Besides London, Bath alone—favoured by its two distinguished citizens, Ralph Allen and John Palmer—had, before 1792, more than one letter-carrier; and many important centres of population, such as Norwich, York, Derby, Newcastle-on-Tyne, and Plymouth, had none at all—the postmaster, and in some instances a single assistant, constituting the entire staff, no sort of duty outside the official walls being undertaken. The Channel Islands were treated as though they had been in another planet. Before 1794 they had no postal communication with the rest of the United Kingdom, though for some years local enterprise had provided them with an inter-insular service. When Palmer appeared on the scene, the number of towns in the British Isles which received mails increased rapidly, while those already served two or three times a week began to receive a post daily.

[Pg 78]

In no respect, perhaps, has greater progress been made than in the matter of mail conveyance, both as regards acceleration and safety, and in other ways. In Witherings' time about two months were required for a letter and its answer to pass between London and Scotland or London and Ireland. Exchange of correspondence between the three kingdoms was, strange to say, far less expeditiously carried on than that between London and Madrid. But when it is remembered how direful was the condition of our thoroughfares in the seventeenth and eighteenth centuries, the impossibility of anything like swift progress becomes evident. Ruts there were, says Arthur Young, which measured 3 feet in depth, and in wet weather were filled to the brim with water; while in “Guy Mannering” Scott speaks of districts “only accessible through a succession of tremendous morasses.” In “Waverley” (temp. 1745) is described the “Northern Diligence, a huge, old-fashioned tub drawn by three horses, which completed the journey from Edinburgh to London ('God willing,' as the advertisement expressed it) in three weeks.” Twenty years later, even, the coaches spent from twelve to fourteen days upon the journey, and went once a month only. In some places the roads were so bad that it was necessary to erect beacons alongside them to keep the travelling public after dark from falling into the ponds and bogs which lined the highways and sometimes encroached upon them. Elsewhere, the ponderous “machines” groaned or clattered over rocky and precipitous ways, rolling and pitching like a vessel on an angry sea. Not even by the more [Pg 79] lightly-freighted men on foot and boys mounted on the wretched steeds provided for the Post Office service could swifter progress be made. No wonder that letter and answer should travel but slowly.

In 1784, when Palmer proposed the abolition of these slow-moving and far from trustworthy mail-carriers,[58] and the substitution in their place of the existing stage-coaches,[59] great were the scorn and indignation of the postal authorities. Seven miles an hour instead of three and a half! And coaches instead of post-boys! Were ever such mad proposals heard of! The officials were “amazed that any dissatisfaction, any desire for change should exist.” Not so very long before, they had plumed themselves on the gratifying fact that “in five days an answer to a letter might be had from a place distant 200 miles from the writer.” And now, even in face of that notable advance, the public wanted further concessions! One prominent official “could not see why the post should be the swiftest conveyance in England.” Another [Pg 80] was sure that if travelling were made quicker, the correspondence of the country would be thrown into the utmost confusion. But he thought—and perhaps the parentage of the thought was not far to seek—that to expedite the mails was simply impossible. The officials, indeed, were “unanimously of opinion that the thing is totally impracticable.”[60] And, doubtless, Palmer was set down as “a visionary” and “a revolutionist”—names to be bestowed, some fifty-three years later, upon another persistent reformer. A second Committee, formed to consider Palmer's proposals, reported that it had “examined the oldest and ablest officers of the Post Office, and they had no confidence whatever in the plan.” “It is always,” said Brougham, when, in the Upper House, he was advocating adoption of the later reform, “the oldest and ablest, for the Committee considered the terms synonymous.”[61]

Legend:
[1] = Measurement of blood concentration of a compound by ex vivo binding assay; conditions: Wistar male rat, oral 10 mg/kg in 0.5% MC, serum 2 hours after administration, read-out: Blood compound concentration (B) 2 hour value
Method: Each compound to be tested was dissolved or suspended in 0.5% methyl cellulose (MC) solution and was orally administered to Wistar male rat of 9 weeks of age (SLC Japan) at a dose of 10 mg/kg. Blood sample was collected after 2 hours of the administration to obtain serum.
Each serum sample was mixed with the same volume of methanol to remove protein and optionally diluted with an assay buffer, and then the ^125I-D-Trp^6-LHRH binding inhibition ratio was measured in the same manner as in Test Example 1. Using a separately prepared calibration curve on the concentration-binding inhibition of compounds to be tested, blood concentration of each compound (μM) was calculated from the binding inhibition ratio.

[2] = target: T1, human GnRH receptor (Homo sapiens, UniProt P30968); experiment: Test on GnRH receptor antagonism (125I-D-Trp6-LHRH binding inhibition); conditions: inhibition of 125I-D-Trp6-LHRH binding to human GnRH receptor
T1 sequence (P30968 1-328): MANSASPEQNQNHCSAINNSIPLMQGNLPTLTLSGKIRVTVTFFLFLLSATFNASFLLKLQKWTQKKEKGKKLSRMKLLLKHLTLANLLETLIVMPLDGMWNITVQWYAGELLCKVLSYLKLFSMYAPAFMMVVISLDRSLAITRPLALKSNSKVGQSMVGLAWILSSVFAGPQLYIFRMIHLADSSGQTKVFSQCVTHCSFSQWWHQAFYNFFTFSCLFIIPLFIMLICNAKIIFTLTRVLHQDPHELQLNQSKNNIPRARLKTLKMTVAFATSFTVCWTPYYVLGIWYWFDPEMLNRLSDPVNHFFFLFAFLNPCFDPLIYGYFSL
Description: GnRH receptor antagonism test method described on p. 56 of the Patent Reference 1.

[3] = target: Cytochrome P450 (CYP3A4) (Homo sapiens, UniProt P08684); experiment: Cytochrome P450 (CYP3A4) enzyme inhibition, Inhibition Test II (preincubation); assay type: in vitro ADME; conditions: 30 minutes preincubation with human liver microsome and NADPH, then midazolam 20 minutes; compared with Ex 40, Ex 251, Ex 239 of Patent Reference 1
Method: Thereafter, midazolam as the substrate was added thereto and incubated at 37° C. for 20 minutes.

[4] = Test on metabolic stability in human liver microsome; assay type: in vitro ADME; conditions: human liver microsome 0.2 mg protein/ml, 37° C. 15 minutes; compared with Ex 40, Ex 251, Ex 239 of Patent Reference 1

Thus does history repeat itself. As it was with Palmer, so, before him, it was with Witherings and Dockwra; and, after him, with Rowland Hill. The unforgivable offence is to be wiser than one's opponents, and to achieve success when failure has been predicted.